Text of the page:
The premise is clever.  A group of friends are facing the end of the world.  (What kind of end?  I will let you find out. :D) These group of friends just happen to be actors–and these actors are playing thinly veiled versions and parodies of themselves.  First of all–how cool of them to be willingly to have fun with their images–and from what I read in some interviews they took true and real aspects of their personalities and then twisted them, one way or the other, to suit the story and propel the comedy.  It is a creative and very effective idea.  This group of friends  just also happens to be hilarious–all of them have perfect comedic timing and can bounce of each other even in the littlest ways.  Watching them interact is part of the fun!

Written and Directed by Seth Rogen and Evan Goldberg (based on a short Jay and Seth versus the Apocalypsethe narrative is simple.  Yet, in simplicity they are able to touch on a variety of human emotions–fear–anger–jealously–rivalry–love–respect–honor–etc–and all in the wildest way possible.  LOL!  I was impressed by how well it was constructed and how the quick pacing kept it from going over the top.  Oh! The CG effects are also awesome and a surprise since I did not expect any.  😀

There is so much to say!  And yet…I can not.  I do not want to give a single solitary thing away.  I will say a few things:  I am now an even bigger fan of Jay Baruchel (and my daughter is now crushing on him ;)).  James Franco is fantastic.  Danny McBride is insane!  Jonah Hill is a trooper.  Craig Robinson is one cool dude.  Seth Rogen is everyone’s favorite.  Emma Watson is indeed a badass.  And Michael Cera?  LMAO.  Wow.  I will never look at him the same again.

I can go on and on.  There is way too much awesomeness for one post!  LOL.  But, I will end by saying go check it out!  You will laugh.  A lot.  And I kind of forgot how good that feels.  Laughing is good.  Really good.   Go get you some.  🙂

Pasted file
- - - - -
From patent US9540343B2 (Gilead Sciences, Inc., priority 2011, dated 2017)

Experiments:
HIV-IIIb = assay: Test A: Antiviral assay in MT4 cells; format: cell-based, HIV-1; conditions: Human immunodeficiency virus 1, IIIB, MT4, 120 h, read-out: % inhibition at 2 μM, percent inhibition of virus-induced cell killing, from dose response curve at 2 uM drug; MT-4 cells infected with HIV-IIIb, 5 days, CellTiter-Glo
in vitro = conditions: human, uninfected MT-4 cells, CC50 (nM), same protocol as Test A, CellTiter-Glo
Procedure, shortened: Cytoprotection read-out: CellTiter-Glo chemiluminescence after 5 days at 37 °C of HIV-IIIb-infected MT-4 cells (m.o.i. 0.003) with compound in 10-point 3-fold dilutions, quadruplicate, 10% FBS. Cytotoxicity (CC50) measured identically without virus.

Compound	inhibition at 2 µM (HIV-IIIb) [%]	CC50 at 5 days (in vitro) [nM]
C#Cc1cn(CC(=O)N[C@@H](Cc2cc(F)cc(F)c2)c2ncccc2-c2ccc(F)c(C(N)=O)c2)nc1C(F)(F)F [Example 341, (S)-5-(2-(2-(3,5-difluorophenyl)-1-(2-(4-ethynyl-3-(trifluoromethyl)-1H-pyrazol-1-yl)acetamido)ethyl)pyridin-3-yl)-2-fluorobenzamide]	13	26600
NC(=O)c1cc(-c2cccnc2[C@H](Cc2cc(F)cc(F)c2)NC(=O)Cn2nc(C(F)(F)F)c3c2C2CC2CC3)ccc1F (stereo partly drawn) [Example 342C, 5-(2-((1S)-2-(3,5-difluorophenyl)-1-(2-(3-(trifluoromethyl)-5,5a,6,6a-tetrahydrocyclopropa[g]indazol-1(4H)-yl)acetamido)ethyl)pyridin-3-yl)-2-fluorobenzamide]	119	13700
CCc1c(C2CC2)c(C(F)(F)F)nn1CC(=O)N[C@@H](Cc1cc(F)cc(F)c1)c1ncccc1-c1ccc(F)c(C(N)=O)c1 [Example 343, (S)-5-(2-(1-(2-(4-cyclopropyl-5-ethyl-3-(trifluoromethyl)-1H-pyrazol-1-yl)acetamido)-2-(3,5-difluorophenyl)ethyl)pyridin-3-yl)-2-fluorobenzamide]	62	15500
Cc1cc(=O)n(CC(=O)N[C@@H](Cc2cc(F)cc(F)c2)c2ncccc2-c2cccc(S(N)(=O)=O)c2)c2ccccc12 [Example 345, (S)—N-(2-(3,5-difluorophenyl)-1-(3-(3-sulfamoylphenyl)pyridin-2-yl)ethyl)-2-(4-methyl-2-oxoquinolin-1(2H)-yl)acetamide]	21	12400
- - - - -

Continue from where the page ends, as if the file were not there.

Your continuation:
Man of Steel? I want to like it more than I do AND I want to hate it more than I do…

Superman, bearing his traditional red and blue costume, is shown flying towards the viewer, with the city Metropolis below. The film's title, production credits, rating and release date is written underneath.

Really.  I am conflicted with Man of Steel.  Although there are a lot of things done right with this latest reboot of the Superman story–there are also just as many things wrong.  The more I discuss it with people–the more I find myself praising and criticizing the film at the same time.  “I liked this…but I hated that…”  Round and round we go.  Anyways, I will try to make sense of it for you guys and again, you know I will not divulge any particulars so you can experience it on your own.  Here we go…

The Praise and the Criticism–they go hand in hand.

1.  The origin narrative.  I was stoked the first quarter of the film–I liked the Krypton prelude (ran a bit too long though) and then the flashes back to childhood while we follow Clark becoming an urban legend (very cool premise–again–wanted more along that vein).  Screenwriter David S. Goyer is a well-known fan boy and I liked the approach of showing how hard it was for Clark to grow up being “special” and how scary and overwhelming it would be to come to terms with all of it–especially when he was just a kid.  This is where Kevin Costner shines.  As Pa Kent, he is the emotional center of the film.  BUT….there were too few of these scenes.  I would have gladly traded a bloated fight sequences (more on that later) for more time with Clark and his human family, as well as the people he affected–I would have cared more for ALL of them if that had been the case.